Charities Cheat: 9/11 Charities Taking Money, Doing Nothing Good

It is incredibly sad to hear about charities that lie, cheat and steal. When you take people’s money and don’t do what you said you would do, you are lying, cheating and stealing. It is especially sad with 9/11/01 charitables, when so many of us gave all that we could give. Worse when some involved are a part of the church community.

Great American Memorial Quilt Scam

$1.5 Billion is estimated to be collected by hundreds of charities vowing to provide aid to the families of victims in some way. Here’s what the AP found:

There are those that spent huge sums on themselves, those that cannot account for the money they received, those that have few results to show for their spending and those that have yet to file required income tax returns. Yet many of the charities continue to raise money in the name of Sept. 11.

One charity raised more than $700,000 for a giant memorial quilt, but there is no quilt. Another raised more than $4 million to help victims, but didn’t account publicly for how it spent all of the money. A third helps support a 9/11 flag sold by the founder’s for-profit company.

There are other charities that can account for practically every penny raised — except that all the money went to pay for fundraising, and not the intended mission.

The study by the Associate Press shows of the 325 charities formed after 9/11, most did what they said they would do, but…about that quilt?

One-third of the money raised went to the charity’s founder and relatives, according to tax records and interviews. The chairman of the board, an 84-year-old Roman Catholic priest, says he didn’t know he was chairman and thought that only small amounts of money had been raised. He says he was unaware that the founder had given himself a $200 per week car allowance, rent reimbursement and a $45,000 payment for an unreported loan…

The $713,000 that Held [Kevin Held, self-employed handyman in Peoria, Arizona, set up the Memorial Quilt project] raised from students, school fundraising campaigns, T-shirt sales and other donations is gone. More than $270,000 of that went to Held and family members, records show.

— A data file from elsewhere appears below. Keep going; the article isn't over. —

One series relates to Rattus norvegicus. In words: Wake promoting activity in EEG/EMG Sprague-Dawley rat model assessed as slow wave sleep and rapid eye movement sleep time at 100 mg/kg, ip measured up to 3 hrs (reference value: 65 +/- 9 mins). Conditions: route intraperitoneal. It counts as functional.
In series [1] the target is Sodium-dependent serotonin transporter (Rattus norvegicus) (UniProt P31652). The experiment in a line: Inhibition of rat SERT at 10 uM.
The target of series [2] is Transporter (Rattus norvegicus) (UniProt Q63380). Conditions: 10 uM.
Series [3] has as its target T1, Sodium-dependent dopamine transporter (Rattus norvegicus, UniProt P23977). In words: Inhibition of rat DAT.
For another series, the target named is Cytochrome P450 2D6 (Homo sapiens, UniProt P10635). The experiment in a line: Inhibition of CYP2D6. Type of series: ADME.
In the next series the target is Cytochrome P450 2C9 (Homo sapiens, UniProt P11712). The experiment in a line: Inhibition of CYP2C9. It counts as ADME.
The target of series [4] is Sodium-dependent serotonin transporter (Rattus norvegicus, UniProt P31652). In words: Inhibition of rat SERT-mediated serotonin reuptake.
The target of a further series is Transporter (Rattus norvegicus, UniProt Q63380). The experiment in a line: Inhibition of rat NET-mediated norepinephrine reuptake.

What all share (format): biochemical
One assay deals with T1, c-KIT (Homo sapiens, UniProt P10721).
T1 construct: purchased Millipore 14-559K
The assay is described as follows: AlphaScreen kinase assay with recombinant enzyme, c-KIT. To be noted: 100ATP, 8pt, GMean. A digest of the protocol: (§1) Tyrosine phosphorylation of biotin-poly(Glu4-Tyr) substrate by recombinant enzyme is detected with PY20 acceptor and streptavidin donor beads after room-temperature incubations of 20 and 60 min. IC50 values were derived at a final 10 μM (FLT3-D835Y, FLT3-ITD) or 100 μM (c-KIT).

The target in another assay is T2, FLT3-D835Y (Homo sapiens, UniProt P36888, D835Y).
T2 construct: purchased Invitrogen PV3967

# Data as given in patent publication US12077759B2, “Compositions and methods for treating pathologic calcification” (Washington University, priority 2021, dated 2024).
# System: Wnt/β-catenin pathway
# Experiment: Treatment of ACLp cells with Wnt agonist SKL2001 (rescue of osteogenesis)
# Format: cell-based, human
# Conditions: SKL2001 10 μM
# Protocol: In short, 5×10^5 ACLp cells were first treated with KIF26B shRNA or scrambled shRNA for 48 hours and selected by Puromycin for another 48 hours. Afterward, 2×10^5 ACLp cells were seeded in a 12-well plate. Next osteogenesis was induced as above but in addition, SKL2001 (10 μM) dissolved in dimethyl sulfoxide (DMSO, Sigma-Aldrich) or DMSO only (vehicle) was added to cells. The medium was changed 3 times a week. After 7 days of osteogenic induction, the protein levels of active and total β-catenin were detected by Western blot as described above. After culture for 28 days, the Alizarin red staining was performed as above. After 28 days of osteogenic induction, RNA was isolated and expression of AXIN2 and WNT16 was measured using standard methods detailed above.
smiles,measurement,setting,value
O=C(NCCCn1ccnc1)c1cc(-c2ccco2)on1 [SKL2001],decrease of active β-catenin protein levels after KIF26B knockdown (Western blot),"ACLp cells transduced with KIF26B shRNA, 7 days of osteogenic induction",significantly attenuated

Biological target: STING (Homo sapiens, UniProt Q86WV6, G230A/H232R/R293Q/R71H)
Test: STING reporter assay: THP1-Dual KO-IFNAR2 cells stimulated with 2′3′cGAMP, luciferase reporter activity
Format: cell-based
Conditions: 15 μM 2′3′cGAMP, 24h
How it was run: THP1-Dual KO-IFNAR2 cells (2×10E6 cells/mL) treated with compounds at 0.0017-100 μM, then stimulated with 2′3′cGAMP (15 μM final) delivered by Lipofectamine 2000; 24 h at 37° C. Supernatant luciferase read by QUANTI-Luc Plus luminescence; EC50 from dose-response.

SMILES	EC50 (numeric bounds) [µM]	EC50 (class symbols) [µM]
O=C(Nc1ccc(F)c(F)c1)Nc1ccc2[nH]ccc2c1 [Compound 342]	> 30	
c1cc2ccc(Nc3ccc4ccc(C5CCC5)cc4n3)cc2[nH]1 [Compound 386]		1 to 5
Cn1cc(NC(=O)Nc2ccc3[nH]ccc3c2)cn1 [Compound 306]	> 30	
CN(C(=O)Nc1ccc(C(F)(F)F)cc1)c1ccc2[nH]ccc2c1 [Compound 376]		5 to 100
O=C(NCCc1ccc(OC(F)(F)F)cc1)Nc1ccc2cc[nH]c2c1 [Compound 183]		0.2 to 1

Held has also served time for misdemeanor theft and battery. Nice guy to give your money too, huh? Held and his wife are currently .moving into a $660,000 home overlooking a lake.

Have you heard of the Garden of Forgiveness at the World Trade Center site? And just an aside, why do we need a Garden of Forgiveness? Who are we forgiving? Terrorists? The Priest receiving the money for the ‘Garden’ said his charity is a success even if there is no ‘Garden.’

There’s a charity for a 9/11 Garden of Forgiveness at the World Trade Center site — only there’s no Garden of Forgiveness. The Rev. Lyndon Harris, who founded the Sacred City nonprofit in 2005, spent the months following 9/11 at ground zero helping victims, relatives and first responders. He said he formed the charity to fulfill “our sacred oath” to build the garden. Tax records show the charity has raised $200,000, and that the Episcopal priest paid himself $126,530 in salary and used another $3,562 for dining expenses between 2005 and 2007.

So discouraging that “religious” persons are involved in these obscenities. This is why we must thoroughly research who we are giving our money to, and that includes when we give to our church. There is much more about the charities, including the quilt. Accusations about Urban Life Ministries and an Assemblies of God minister. Read it here, and thanks to Don Laird at 1389Blog.

Linked by Jimmy Bise at Sundries Shack who has some suggestions for picking your good causes.

Posted by Maggie @ Maggie’s Notebook


  • Nice. Put em in jail … no, they belong in Washington, DC.

  • Tar and feather them, then put them in jail.

  • Investigate those charities before donating, folks! This is why it is best to stick with established organizations who have a low overhead.

    The little charitable projects work best at the local level where everybody knows each other and you can see what’s going on with the money. For larger issues where you can’t put eyes-on yourself, stick with the big-name organizations

  • This is terrible news, but why would people donate to these obscure charities without investigating and knowing something about them? What a shame. I don’t want to sound crude, but why would the victims of 9/11 need these charities anyway. Didn’t they get millions from the government?

  • For me, charity begins at home. I support local groups that have various raffles, car washes and such. IF ever I’m tempted to donate out right cash to a group, I always do my research first at

  • Breaks my heart… Hang em

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  • Tar and feather them, then hang ’em high.